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Figure: Axial CT shows thickening (arrows) and mucosal enhancement of the lesser curvature of the stomach in a patient with known gastric carcinoma. The fat plane is preserved. No lymphadenopathy is seen.

Gastric Carcinoma

* Etiology: atrophic gastritis, adenomatous polyp, Lynch syndromes, gastric stump cancer, Menetrier’s disease
* Usually present in advanced stage
* Major determination of staging of gastric carcinoma = extent of tumor beyond gastric wall and lymph node involvement
* CT usually used to determine presence and extent of perigastric spread

Gastric Carcinoma on CT

* Wall thickening, soft tissue mass (polypoid or ulcerated mass), perigastric fat stranding, lymphadenopathy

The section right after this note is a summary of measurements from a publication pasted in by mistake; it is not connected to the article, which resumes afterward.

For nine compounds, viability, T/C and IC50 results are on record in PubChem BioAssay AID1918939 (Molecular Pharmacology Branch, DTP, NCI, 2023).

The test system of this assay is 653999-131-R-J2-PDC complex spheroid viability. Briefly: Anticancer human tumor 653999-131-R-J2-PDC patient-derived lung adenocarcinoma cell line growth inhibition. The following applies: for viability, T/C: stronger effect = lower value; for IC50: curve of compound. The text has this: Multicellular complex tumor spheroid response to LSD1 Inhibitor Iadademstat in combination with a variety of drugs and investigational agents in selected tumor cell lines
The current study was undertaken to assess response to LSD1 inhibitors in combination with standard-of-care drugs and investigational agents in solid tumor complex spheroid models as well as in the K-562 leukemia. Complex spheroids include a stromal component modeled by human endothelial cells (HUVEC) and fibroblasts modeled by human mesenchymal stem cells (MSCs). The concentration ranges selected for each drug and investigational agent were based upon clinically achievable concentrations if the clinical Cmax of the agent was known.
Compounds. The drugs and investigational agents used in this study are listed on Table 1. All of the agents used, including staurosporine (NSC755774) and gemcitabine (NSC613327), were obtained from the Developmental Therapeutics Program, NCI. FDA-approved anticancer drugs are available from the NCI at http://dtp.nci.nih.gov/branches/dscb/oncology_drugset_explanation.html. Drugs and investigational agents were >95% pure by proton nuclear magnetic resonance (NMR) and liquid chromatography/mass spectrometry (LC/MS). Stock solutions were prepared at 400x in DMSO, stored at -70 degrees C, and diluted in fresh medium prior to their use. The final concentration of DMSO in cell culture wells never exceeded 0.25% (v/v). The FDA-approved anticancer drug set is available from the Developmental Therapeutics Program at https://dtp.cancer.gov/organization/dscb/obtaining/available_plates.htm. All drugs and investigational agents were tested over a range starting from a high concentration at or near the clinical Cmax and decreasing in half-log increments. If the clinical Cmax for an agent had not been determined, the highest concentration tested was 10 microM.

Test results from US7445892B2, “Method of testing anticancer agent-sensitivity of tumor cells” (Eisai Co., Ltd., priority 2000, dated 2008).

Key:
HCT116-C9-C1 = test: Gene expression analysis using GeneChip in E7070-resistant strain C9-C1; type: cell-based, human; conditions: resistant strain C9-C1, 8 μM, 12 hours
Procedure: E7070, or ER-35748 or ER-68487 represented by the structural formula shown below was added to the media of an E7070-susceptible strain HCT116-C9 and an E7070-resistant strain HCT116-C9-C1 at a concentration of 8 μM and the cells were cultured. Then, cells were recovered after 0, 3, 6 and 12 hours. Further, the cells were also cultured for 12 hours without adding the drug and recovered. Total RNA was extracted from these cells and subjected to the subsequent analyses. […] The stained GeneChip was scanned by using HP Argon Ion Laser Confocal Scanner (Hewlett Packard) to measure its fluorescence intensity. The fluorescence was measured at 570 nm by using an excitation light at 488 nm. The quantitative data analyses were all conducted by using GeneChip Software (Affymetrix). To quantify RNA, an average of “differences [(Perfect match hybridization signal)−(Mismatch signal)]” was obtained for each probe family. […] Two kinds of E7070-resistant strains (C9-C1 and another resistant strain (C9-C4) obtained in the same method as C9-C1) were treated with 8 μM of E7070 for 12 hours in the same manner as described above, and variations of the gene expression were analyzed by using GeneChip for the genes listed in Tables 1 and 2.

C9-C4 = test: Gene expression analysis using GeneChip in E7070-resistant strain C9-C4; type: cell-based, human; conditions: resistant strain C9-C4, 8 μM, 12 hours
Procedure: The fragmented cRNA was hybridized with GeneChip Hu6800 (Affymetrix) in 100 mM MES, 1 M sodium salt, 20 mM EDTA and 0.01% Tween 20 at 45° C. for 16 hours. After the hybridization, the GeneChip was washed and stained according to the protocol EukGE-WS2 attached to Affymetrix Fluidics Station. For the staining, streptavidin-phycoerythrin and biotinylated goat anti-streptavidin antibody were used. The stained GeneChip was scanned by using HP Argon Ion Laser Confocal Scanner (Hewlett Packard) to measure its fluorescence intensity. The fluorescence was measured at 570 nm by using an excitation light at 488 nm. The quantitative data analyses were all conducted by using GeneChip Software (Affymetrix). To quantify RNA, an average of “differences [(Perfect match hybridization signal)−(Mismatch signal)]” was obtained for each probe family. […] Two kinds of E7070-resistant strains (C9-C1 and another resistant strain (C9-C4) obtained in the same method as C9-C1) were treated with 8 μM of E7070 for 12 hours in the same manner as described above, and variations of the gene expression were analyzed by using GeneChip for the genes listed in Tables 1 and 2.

* Differentiation from lymphoma: lymphoma usually has a very thick wall, no perigastric stranding, and bulky lymph nodes
* CT accuracy for staging is better with multiplanar reformations (coronal and sagittal), better for T staging than N staging

T Staging by CT

* T1 lesion = focal thickening of the inner layer of the wall
* T2 lesion = transmural thickening of the wall without or with minimal perigastric stranding
* T3 lesion = blurring of at least 1/3 of tumor extent or wide reticular stranding around tumor border
* T4 lesion = invasion of adjancent organ or fat plane obliteration between tumor and adjacent organ
* Accuracy based on this description was 77% in one study, when axial + MPR images were used

Reference:
Hur J, et al. Diagnostic accuracy of multidetector row computed tomography in T- and N staging of gastric adenocarcinoma with histopathologic correlation. J Comput Assist Tomogr 2006 (May/June)